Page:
Setting up Apache Pig

Apache Pig is part of the Hadoop ecosystem and is a procedural language which makes the job of processing data on Hadoop a lot easier than writing MapReduce jobs by hand. You can write a script in Pig Latin which, under the hood, will translate into MapReduce processes. This is often the quickest way of doing things.

First, download and install Pig

$ wget http://mirror.ox.ac.uk/sites/rsync.apache.org/pig/pig-0.12.0/pig-0.12.0.tar.gz
$ sudo tar -vxzf pig-0.12.0.tar.gz -C /usr/local
$ cd /usr/local
$ sudo mv pig-0.12.0 pig
$ sudo chown -R hduser:hadoop pig

Now add the following lines to .bashrc

$ cd ~
$ gedit .bashrc
export PIG_HOME=/usr/local/pig
export PATH=$PATH:PIG_HOME/bin

Now restart your PC. To test the installation, type:

$ pig -h

You should see some blurb indicating you now have a working installation of Pig. If you are using Pig 0.12.0 with Hadoop 2.2.0 they are not compatible without rebuilding Pig. So let's rebuild Pig. To do this you need ant, so install ant first:

sudo apt-get -u install ant

and now rebuild Pig

$ cd /usr/local/pig
$ ant clean jar-withouthadoop -Dhadoopversion=23

One final thing we'll do is to make the logging level a bit less spammy – makes it hard to see the wood from the trees. The file /usr/local/pig/conf/pig.properties points to a logging configuration file.

First, edit pig.properties:

$ cd /usr/local/pig/conf
$ sudo gedit pig.properties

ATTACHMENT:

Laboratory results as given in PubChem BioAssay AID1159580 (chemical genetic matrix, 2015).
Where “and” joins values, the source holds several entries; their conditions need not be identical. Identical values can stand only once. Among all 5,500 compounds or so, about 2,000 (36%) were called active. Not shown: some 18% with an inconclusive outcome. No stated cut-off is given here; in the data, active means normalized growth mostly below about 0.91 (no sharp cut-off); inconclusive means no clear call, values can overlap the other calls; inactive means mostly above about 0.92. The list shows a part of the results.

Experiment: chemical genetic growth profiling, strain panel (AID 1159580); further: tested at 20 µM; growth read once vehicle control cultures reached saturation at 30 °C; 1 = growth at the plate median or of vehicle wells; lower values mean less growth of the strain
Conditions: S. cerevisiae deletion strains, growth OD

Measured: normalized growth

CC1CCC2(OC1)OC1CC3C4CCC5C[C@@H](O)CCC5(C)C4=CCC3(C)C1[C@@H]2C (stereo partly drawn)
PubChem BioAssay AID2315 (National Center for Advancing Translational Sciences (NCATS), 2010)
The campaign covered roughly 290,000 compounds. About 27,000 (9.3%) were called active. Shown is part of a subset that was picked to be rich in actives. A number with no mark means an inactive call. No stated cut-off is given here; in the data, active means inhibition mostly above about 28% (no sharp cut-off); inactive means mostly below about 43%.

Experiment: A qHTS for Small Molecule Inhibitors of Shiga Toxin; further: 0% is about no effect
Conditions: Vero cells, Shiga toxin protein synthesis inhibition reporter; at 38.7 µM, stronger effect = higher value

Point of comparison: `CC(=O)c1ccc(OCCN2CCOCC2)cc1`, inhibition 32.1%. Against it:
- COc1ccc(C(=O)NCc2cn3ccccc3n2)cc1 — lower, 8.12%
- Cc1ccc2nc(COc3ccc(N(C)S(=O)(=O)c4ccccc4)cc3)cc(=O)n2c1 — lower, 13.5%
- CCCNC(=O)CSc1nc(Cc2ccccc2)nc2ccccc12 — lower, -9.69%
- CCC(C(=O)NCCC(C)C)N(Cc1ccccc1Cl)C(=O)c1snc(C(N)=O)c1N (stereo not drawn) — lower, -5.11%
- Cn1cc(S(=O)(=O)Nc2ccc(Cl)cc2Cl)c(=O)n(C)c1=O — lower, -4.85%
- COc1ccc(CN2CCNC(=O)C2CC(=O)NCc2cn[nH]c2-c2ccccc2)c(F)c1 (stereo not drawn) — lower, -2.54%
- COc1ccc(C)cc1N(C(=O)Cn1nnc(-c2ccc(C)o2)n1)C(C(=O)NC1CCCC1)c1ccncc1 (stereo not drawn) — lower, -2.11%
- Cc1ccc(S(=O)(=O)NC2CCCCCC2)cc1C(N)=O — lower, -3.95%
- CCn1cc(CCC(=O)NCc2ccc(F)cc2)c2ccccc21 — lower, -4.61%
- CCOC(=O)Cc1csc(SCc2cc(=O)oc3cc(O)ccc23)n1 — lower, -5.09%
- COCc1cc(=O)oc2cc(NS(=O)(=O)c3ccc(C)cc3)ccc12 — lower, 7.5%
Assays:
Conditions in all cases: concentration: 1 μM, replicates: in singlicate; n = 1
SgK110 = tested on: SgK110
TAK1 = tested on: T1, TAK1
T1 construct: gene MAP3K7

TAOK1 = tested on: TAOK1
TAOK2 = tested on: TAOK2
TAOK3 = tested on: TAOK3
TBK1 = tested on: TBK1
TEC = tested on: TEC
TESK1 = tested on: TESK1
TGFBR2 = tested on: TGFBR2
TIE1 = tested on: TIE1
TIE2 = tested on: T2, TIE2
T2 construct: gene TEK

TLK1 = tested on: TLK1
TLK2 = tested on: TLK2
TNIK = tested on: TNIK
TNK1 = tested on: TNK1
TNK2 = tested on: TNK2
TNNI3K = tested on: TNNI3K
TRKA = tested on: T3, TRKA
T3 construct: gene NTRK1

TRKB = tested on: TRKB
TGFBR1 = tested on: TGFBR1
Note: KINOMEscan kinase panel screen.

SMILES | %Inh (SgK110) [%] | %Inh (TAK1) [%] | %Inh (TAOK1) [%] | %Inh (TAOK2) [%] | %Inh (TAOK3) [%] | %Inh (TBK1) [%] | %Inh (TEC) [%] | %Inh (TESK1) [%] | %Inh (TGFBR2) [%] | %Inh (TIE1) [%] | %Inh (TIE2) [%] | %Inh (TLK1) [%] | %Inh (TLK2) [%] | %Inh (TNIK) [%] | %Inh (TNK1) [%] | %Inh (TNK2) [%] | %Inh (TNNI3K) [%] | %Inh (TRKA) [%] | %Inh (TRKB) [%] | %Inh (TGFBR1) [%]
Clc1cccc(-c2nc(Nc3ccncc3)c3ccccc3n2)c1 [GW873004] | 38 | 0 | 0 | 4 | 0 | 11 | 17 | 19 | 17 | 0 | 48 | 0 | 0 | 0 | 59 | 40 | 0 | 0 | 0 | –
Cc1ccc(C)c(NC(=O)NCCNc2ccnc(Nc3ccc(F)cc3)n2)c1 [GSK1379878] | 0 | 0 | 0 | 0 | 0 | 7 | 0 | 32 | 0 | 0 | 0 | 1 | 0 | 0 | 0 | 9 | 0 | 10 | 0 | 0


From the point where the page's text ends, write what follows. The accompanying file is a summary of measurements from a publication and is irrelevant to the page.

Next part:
and add in the following line:

log4jconf=/usr/local/pig/conf/log4j_WARN

Now create this file:

$ cp log4j.properties.template log4j_WARN
$ sudo gedit log4j_WARN

and make sure the following lines are present:

log4j.logger.org.apache.pig=WARN, A
log4j.logger.org.apache.hadoop=WARN, A

Next, let's do something with it.

I installed Hadoop last week which means I can run Pig in MapReduce mode (i.e., it uses HDFS and Hadooop – the alternative is to run it in local mode where it uses the local, native filesystem).

First, I'll make sure that the Hadoop services are running:

$ start-dfs.sh
....
$ start-yarn.sh
....
$ jps
If everything is successful, you should see following services running
2986 ResourceManager
3209 NodeManager
2549 DataNode
2329 NameNode
2824 SecondaryNameNode
7970 Jps

And now finally we can make it do something!

Copy a simple file into HDFS:

$ cp /etc/passwd passwd
$ hadoop fs -put passwd .
$ hadoop fs -ls
-rw-r--r-- 1 hduser supergroup 1796 2014-03-31 07:57 passwd

Now go into the Pig shell and do some stuff – take the passed file and strip out the userids, and write a file back to HDFS:

$ pig
grunt> data = LOAD 'passwd' using PigStorage(':');
grunt> userids = foreach data generate $0 as id;
grunt> store userids into 'passwd.out'
grunt> quit

$ hadoop fs -cat passwd.out/*
...
sshd
hduser

If that works then you should be OK!

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